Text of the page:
By John Urban
She came from Providence, the one in Rhode Island. For some reason, those opening lyrics of Don Henley’s song The Last Resort were an oft-stated part of my youth, long before I married a girl from Providence and certainly long before our arrival at our new home on College Hill two weeks ago.
Why move to Providence? My standard line has to do with the attraction of good government, low taxes, and excellent schools. For those unacquainted with the place, this is roughly equivalent to claiming you admire Donald Trump for his reserve, modesty, and self-discipline.
Providence does, however, have many great restaurants, striking Colonial and 19th century architecture, and the cultural activities that go with being home to five colleges. Oh, and it’s the most populous city in Rhode Island — okay, I guess that’s the equivalent of claiming the honor of having highest ski slope in Alabama, but that’s something, isn’t it?
As a writer, Providence has some benefits, ones that will likely inform my senses and imagination. Already, I’ve emerged from the deepest caverns of suburbia to learn that sometimes Mercedes is a woman’s first name, young people still smoke, and people occasionally ride bikes that aren’t bolted to the health club floor.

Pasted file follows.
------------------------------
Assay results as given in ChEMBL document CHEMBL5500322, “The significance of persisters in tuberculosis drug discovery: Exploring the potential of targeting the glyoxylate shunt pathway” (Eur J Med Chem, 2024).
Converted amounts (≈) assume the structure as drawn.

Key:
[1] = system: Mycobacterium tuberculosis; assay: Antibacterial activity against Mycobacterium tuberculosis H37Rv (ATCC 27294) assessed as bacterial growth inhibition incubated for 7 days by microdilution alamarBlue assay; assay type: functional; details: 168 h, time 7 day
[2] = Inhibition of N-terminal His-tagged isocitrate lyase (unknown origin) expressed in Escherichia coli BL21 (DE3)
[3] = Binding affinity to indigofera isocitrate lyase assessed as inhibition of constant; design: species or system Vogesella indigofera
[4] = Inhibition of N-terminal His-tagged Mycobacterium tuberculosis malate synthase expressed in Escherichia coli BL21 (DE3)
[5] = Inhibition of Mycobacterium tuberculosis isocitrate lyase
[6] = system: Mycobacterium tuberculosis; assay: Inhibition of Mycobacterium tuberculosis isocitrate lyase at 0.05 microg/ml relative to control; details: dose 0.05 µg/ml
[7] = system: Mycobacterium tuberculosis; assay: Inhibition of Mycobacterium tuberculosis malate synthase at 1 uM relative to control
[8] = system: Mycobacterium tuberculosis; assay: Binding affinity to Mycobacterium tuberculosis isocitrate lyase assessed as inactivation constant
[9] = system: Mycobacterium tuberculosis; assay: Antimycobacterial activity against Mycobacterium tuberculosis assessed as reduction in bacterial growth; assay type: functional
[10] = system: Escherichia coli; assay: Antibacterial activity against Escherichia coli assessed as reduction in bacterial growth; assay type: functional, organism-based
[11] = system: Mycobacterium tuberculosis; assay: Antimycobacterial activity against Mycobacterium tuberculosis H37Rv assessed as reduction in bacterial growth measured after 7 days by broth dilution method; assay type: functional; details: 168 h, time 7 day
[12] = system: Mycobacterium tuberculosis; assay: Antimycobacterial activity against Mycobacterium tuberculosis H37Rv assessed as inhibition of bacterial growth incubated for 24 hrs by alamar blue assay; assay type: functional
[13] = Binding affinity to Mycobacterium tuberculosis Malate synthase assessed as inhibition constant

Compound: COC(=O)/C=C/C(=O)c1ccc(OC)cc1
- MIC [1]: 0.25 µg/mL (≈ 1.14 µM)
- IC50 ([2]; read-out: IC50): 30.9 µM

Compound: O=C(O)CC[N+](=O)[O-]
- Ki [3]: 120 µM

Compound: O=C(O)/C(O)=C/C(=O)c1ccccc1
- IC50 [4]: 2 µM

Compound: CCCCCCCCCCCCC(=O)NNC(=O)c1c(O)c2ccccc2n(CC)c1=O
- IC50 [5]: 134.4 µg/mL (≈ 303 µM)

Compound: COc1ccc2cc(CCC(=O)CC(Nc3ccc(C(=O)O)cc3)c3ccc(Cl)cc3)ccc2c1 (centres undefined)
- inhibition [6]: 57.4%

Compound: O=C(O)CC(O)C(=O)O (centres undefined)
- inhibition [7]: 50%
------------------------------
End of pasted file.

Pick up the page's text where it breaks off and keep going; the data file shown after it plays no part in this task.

From Suburbia to Hipsters
But I am also losing elements of my immediate past. Where did all the Labradoodles go? What happened to the Cayennes and Beamers with ACK stickers on the bumper? Who stole all the tennis dresses and riding britches?
Without realizing it, I also moved to a city on the water. Now, officially, I am writing on the water. And it’s a deep water port. If I ride my bike a mile or maybe two miles down the street I will land at the most northern reach of Narragansett Bay. From here, the world is accessible. Of course you have to first navigate around the oil tanks, beyond the cargo wharfs, and around the by the cement company, but the entire world is beyond.
Henley’s song mentions the search for paradise. For me, there’s a place down the Bay at the tip of the East Passage that many days seems close to paradise, and further down the coast and up around the Gulf there’s another that seems to fit the description. But Henley’s song, that begins with the reference to Providence, carries a warning still worth heeding:
They call it paradise
I don’t know why
You call someplace paradise,
kiss it goodbye
Give it a listen:
The Last Resort
By Don Henley/The Eagles